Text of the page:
Founded in 1927 under the leadership of Sue Brobst, the Business Women's Legislative Council of California worked to bring about and maintain equal rights for women in the workplace until the group folded in the mid 1940s. In its own words, the BWLCC’s purpose was to bring about and maintain equal opportunity under the law for men and women in the business world; and to oppose discriminatory legislation against women engaged in gainful occupations." At its start, the organization principally advocated against "protective laws" limiting women’s work hours to the daytime and a maximum of eight hours per day. Passed to help wage workers, the BWLCC took offense on principal to the law’s apparently unequal treatment of women and men. They also argued that the law prevented women engaged in business and the professions from putting in the long hours required for success. Like their counterparts nationally, they received support from business interests like the Los Angeles Chamber of Commerce and Merchants and Manufacturers Association and eventually the Republican Party. Opposition came from those in the "labor-liberal" and "social feminist" camp such as Franklin Roosevelt, his wife Eleanor Roosevelt, and his Secretary of Labor Frances Perkins, who saw protective legislation for women as a key stepping stone to legislation protecting all laborers.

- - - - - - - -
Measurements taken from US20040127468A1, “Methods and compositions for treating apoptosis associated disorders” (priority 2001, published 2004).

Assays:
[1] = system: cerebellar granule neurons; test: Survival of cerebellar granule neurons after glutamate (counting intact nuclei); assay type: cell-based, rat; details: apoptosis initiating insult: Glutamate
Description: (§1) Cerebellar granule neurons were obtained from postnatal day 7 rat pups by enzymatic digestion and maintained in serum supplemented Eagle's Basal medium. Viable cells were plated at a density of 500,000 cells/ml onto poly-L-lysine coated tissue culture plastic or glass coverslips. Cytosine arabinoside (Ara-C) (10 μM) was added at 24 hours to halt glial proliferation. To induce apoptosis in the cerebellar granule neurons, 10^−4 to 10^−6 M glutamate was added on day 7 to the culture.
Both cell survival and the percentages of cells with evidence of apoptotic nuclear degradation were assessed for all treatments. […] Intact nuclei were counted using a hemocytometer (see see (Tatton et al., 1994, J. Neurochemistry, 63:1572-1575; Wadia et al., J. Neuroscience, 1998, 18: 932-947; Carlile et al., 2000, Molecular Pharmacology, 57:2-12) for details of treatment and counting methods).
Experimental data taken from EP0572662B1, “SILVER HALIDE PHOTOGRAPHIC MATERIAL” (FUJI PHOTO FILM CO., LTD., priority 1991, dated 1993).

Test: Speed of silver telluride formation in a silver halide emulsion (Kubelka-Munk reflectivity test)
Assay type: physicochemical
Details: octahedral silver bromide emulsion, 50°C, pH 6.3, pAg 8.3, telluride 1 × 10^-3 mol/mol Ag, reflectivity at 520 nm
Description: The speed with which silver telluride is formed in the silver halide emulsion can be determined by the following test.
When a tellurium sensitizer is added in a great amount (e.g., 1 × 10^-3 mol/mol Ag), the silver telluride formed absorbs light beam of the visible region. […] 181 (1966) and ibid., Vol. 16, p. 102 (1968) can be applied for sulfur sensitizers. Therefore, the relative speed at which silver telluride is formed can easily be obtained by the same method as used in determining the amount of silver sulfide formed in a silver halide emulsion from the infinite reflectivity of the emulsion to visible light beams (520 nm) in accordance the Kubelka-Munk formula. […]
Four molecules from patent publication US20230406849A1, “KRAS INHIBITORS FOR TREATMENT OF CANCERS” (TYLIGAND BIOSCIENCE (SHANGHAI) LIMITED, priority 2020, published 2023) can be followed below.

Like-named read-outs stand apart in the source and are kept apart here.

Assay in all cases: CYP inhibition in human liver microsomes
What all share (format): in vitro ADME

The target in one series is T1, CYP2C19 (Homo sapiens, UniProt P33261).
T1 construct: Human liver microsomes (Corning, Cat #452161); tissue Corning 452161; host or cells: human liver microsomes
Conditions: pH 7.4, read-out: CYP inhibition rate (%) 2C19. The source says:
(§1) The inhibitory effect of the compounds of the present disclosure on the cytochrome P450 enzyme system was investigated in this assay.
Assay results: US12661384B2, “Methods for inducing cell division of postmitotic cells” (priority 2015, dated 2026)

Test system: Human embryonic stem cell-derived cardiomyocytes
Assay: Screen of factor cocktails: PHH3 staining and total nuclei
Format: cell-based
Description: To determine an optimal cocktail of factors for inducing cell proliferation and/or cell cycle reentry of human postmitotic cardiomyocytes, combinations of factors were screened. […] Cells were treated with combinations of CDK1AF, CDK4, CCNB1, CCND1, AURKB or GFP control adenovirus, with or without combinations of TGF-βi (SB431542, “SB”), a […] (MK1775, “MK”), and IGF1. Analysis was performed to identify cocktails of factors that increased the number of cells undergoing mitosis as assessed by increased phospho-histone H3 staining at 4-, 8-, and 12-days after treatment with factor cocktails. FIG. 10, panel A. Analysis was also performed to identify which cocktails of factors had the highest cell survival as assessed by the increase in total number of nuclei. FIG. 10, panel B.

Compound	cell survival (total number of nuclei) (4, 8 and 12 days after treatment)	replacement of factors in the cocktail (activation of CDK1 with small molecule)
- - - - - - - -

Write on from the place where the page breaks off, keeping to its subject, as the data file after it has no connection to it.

At cursory glance it also seems that between the early 1930s and the late 1930s, the membership began to include more teachers and workers. At the same time, business and professional women’s clubs tended to drop their membership. At all times, however, the group drew members mostly from the Los Angeles area despite its statewide aspirations. Initially, some members came from San Diego for instance but membership was generally concentrated in the white, Anglo, Protestant enclaves in West Adams, Glendale and the San Gabriel Valley. In the late 1930s, the first Jewish names appear as board members and shortly thereafter, the group expressed its desire to cooperate regardless of "race or creed" and its interest in the political activities of African-American and Japanese-American women’s groups. In addition to individual memberships, the BWLCC included representative of various women’s clubs such as, the Zonta Club of Pasadena, the Business Woman’s City Club, the Republican Women’s Federation, the Sierra Madre’s Woman’s Club, the Women’s Lawyers Club, the Women’s Traffic Club, the Women’s Aeronautic Association, and many chapters of the California Federation of Business and Professional Woman’s Clubs. The organization loosely cooperated with similar groups in other states such as New York and Washington, as well as the International Federation of Business and Professional Women.

    Scope and Content